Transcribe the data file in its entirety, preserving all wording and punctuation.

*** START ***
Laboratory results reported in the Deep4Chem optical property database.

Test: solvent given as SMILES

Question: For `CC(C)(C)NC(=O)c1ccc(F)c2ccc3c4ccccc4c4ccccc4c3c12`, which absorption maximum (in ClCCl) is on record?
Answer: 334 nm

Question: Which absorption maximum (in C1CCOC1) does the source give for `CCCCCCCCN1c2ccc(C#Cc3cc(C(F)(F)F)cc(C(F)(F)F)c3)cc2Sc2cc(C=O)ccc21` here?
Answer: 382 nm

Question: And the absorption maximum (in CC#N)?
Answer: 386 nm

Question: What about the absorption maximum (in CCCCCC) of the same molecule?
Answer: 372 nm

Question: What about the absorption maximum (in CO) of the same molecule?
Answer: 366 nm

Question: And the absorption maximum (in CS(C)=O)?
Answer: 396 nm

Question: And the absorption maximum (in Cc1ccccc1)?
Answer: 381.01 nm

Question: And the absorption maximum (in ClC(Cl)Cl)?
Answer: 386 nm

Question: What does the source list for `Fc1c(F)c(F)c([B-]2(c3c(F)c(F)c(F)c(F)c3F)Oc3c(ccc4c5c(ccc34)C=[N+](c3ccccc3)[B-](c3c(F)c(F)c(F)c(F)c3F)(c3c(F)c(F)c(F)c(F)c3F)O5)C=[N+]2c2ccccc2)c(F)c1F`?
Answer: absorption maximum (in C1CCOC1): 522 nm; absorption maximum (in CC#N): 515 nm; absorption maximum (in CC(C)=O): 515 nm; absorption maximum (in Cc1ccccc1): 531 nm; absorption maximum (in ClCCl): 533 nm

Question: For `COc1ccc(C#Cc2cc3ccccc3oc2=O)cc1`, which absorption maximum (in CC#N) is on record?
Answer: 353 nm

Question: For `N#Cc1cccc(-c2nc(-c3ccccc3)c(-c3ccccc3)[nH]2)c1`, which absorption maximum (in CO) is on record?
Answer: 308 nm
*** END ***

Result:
Laboratory results reported in the Deep4Chem optical property database.

Test: solvent given as SMILES

Question: For `CC(C)(C)NC(=O)c1ccc(F)c2ccc3c4ccccc4c4ccccc4c3c12`, which absorption maximum (in ClCCl) is on record?
Answer: 334 nm

Question: Which absorption maximum (in C1CCOC1) does the source give for `CCCCCCCCN1c2ccc(C#Cc3cc(C(F)(F)F)cc(C(F)(F)F)c3)cc2Sc2cc(C=O)ccc21` here?
Answer: 382 nm

Question: And the absorption maximum (in CC#N)?
Answer: 386 nm

Question: What about the absorption maximum (in CCCCCC) of the same molecule?
Answer: 372 nm

Question: What about the absorption maximum (in CO) of the same molecule?
Answer: 366 nm

Question: And the absorption maximum (in CS(C)=O)?
Answer: 396 nm

Question: And the absorption maximum (in Cc1ccccc1)?
Answer: 381.01 nm

Question: And the absorption maximum (in ClC(Cl)Cl)?
Answer: 386 nm

Question: What does the source list for `Fc1c(F)c(F)c([B-]2(c3c(F)c(F)c(F)c(F)c3F)Oc3c(ccc4c5c(ccc34)C=[N+](c3ccccc3)[B-](c3c(F)c(F)c(F)c(F)c3F)(c3c(F)c(F)c(F)c(F)c3F)O5)C=[N+]2c2ccccc2)c(F)c1F`?
Answer: absorption maximum (in C1CCOC1): 522 nm; absorption maximum (in CC#N): 515 nm; absorption maximum (in CC(C)=O): 515 nm; absorption maximum (in Cc1ccccc1): 531 nm; absorption maximum (in ClCCl): 533 nm

Question: For `COc1ccc(C#Cc2cc3ccccc3oc2=O)cc1`, which absorption maximum (in CC#N) is on record?
Answer: 353 nm

Question: For `N#Cc1cccc(-c2nc(-c3ccccc3)c(-c3ccccc3)[nH]2)c1`, which absorption maximum (in CO) is on record?
Answer: 308 nm